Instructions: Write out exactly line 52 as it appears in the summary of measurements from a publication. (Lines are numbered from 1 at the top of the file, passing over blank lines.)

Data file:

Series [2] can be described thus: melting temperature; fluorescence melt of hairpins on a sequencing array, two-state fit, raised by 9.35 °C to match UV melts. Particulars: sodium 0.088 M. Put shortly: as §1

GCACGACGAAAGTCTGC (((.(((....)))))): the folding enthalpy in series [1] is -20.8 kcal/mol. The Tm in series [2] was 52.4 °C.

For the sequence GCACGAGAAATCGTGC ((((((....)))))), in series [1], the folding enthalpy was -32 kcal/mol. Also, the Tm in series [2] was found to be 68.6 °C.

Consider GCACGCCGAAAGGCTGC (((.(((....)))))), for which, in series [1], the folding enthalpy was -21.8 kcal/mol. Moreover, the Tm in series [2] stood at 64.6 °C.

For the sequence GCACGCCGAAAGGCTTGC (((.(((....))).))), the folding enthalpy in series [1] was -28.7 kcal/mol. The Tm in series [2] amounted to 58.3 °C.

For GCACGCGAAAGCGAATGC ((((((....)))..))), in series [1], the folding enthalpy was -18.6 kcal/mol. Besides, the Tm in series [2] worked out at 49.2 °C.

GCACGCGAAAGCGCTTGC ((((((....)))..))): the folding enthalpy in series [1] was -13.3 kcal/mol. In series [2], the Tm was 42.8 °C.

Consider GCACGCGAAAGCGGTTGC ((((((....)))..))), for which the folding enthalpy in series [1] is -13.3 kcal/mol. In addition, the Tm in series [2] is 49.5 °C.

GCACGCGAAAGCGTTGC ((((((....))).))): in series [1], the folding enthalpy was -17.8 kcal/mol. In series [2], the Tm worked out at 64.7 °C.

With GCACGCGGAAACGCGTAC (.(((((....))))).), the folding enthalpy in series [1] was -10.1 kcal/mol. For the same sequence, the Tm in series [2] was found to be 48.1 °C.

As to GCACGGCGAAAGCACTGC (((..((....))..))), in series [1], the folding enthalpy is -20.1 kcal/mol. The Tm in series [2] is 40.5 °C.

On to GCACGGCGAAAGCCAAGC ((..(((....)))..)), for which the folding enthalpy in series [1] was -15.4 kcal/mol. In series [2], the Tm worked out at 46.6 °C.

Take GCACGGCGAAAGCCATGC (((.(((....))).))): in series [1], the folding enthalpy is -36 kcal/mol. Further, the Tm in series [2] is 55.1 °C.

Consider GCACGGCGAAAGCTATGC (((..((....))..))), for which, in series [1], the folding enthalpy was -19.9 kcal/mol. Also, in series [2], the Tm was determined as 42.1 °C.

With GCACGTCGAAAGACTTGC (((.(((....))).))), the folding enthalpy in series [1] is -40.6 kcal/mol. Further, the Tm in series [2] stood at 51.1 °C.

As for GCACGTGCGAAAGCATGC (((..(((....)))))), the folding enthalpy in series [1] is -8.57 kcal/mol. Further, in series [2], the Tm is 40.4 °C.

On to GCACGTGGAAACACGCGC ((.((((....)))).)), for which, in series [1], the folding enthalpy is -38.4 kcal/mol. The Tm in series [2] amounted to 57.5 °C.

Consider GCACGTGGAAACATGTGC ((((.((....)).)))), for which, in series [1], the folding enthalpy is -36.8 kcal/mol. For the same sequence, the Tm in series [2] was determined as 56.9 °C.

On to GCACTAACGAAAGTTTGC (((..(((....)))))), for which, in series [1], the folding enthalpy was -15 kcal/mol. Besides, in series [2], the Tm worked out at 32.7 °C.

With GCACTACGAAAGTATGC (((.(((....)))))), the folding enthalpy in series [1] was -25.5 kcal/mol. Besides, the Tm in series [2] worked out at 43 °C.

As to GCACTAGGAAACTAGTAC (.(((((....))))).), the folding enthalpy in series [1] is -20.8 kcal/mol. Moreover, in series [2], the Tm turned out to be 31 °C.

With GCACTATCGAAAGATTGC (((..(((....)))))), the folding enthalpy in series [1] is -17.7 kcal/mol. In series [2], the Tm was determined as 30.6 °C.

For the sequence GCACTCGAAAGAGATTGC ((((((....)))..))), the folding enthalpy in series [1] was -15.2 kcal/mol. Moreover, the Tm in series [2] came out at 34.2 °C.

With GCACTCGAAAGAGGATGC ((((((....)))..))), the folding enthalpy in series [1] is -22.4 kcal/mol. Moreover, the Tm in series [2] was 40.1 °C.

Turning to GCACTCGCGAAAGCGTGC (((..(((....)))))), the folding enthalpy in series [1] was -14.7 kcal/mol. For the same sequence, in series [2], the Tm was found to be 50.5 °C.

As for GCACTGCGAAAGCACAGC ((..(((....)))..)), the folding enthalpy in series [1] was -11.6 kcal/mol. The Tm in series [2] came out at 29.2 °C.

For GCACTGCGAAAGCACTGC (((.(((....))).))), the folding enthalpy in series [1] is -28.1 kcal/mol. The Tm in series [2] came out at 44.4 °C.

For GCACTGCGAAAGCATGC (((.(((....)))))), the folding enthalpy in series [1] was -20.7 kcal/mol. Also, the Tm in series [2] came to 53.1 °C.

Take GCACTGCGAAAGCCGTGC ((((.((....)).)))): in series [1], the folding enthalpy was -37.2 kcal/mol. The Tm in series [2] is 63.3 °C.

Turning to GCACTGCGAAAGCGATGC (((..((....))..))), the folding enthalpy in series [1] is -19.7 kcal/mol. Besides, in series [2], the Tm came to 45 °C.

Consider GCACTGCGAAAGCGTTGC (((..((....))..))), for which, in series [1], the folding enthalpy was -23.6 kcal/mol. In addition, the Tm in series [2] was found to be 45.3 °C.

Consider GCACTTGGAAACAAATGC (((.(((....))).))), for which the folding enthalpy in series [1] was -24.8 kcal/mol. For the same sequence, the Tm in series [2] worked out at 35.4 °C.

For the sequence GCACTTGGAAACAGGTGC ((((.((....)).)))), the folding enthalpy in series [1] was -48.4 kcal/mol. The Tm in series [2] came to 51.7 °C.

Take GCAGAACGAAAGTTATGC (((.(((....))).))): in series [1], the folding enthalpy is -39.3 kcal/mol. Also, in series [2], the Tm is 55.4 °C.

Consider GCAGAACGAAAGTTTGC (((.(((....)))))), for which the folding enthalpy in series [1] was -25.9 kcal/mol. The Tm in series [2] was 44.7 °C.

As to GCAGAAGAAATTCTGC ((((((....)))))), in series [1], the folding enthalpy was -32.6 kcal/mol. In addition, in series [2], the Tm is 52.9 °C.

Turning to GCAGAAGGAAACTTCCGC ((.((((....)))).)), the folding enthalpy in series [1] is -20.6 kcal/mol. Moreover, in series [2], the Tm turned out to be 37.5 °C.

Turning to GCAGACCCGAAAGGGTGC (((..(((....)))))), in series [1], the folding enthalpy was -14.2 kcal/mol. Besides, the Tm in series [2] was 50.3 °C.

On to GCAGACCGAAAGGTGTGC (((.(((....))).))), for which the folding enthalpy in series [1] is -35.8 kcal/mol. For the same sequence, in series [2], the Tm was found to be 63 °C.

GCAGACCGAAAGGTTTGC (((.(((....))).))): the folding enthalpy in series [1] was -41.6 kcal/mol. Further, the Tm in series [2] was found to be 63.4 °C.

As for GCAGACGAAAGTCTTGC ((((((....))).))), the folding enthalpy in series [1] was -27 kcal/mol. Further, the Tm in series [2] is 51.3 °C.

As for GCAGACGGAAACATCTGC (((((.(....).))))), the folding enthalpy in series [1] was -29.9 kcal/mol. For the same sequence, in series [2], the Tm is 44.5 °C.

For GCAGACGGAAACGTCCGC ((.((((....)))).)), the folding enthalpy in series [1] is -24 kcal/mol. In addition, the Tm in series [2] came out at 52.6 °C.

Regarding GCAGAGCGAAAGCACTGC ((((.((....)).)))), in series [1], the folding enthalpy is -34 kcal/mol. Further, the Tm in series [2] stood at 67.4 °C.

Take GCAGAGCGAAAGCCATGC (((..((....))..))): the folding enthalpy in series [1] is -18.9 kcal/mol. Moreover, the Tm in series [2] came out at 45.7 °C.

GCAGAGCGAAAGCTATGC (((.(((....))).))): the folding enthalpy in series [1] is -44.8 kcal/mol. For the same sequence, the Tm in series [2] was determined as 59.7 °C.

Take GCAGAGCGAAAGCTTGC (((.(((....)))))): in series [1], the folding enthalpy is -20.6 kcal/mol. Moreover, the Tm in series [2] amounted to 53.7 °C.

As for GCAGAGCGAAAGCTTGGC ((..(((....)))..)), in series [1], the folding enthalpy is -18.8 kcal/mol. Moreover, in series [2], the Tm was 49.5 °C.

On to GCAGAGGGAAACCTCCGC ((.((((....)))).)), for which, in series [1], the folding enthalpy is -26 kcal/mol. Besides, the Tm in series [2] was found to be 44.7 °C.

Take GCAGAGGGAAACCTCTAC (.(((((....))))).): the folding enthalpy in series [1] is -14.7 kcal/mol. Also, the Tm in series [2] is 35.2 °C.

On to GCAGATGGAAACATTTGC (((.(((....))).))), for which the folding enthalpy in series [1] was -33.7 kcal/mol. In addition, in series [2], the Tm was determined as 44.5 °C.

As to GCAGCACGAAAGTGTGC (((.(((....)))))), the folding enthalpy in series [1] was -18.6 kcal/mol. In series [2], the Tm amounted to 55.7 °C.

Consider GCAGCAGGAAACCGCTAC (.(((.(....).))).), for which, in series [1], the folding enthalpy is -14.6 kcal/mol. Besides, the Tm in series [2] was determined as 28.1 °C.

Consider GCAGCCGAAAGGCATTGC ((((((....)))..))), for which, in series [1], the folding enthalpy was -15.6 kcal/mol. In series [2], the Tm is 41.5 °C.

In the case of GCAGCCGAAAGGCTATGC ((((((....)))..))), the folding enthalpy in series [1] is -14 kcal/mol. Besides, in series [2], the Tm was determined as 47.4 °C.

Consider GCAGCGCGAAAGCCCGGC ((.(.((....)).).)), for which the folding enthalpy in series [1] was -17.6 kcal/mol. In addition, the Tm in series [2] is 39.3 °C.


As to GCAGCACGAAAGTGTGC (((.(((....)))))), the folding enthalpy in series [1] was -18.6 kcal/mol. In series [2], the Tm amounted to 55.7 °C.